A Microcapillary Flow Disc Reactor for Organic Synthesis
- Christian H. Hornung1
- Malcolm R. Mackley2
- Ian R. Baxendale1
- Steven V. Ley1
- 1Department of Chemistry, University of Cambridge
- 2Department of Chemical Engineering, University of CambridgeRead the publication that featured this abstract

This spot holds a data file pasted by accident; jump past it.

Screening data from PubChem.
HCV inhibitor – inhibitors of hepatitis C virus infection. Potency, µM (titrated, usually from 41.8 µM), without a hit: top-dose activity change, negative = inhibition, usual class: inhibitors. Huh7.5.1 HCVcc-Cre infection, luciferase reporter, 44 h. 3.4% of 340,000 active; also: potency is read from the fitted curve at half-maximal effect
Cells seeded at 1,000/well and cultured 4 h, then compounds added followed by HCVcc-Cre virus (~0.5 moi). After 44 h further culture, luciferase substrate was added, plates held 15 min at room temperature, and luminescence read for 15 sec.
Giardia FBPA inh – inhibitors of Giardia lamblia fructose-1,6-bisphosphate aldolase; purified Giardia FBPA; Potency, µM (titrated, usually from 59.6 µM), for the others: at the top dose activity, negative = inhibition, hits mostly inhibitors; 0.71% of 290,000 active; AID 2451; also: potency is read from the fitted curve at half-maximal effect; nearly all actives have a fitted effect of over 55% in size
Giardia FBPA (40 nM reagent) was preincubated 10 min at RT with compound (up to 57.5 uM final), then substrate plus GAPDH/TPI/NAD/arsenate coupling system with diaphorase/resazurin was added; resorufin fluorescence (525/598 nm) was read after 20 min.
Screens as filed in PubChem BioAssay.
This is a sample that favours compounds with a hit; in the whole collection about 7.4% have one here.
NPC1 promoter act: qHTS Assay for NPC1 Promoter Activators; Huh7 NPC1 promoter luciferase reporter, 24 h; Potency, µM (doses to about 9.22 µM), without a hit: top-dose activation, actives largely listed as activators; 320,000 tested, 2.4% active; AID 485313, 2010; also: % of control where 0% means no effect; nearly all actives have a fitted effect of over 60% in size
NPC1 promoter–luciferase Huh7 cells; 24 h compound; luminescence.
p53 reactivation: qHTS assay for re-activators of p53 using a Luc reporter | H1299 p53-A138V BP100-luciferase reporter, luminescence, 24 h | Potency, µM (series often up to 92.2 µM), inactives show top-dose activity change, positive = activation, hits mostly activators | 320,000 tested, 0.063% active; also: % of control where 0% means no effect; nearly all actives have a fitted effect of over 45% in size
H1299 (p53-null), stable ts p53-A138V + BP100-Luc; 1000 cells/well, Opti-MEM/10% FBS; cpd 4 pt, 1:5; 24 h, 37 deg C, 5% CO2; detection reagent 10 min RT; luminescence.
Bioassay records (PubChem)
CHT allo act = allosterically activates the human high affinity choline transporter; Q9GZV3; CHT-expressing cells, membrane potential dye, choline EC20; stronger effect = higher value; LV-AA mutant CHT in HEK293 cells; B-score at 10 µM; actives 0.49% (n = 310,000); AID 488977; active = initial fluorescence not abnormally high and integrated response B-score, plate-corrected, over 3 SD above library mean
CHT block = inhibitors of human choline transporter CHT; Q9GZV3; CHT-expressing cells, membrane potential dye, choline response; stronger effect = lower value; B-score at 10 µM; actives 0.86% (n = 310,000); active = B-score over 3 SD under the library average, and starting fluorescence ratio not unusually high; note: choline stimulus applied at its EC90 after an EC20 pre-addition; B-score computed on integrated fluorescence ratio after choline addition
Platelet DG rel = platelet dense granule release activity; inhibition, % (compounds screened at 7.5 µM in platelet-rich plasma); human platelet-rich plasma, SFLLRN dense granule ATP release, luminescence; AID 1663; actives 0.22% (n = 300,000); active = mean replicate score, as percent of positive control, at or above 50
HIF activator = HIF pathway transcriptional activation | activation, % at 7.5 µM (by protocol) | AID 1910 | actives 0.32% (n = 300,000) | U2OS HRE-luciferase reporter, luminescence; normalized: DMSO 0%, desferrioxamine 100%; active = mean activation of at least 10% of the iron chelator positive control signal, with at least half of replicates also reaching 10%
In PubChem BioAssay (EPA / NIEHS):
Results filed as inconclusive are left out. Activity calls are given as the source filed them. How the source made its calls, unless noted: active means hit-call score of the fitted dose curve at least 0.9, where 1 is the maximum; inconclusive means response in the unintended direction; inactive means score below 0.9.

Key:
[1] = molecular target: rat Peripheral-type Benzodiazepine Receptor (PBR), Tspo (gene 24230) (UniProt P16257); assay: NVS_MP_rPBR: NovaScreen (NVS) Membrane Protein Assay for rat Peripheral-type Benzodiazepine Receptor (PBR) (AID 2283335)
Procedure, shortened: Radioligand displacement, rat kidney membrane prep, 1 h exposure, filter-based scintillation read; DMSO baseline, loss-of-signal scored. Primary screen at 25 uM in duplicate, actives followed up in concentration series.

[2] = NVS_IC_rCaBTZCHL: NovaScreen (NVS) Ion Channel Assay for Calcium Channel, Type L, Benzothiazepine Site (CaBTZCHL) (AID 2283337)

This paper reports proof of concept, development, and trials for a novel plastic microcapillary flow disc (MFD) reactor. The MFD was constructed from a flexible, plastic microcapillary film (MCF), comprising parallel capillary channels with diameters in the range of 80−250 μm. MCFs were wound into spirals and heat treated to form solid discs, which were then capable of carrying out continuous flow reactions at elevated temperatures and pressures and with a controlled residence time. Three reaction schemes were conducted in the system, namely the synthesis of oxazoles, the formation of an allyl-ether, and a Diels−Alder reaction. Reaction scales of up to four kilograms per day could be achieved. The potential benefits of the MFD technology are compared against those of other reactor geometries including both conventional lab-scale and other microscale devices.
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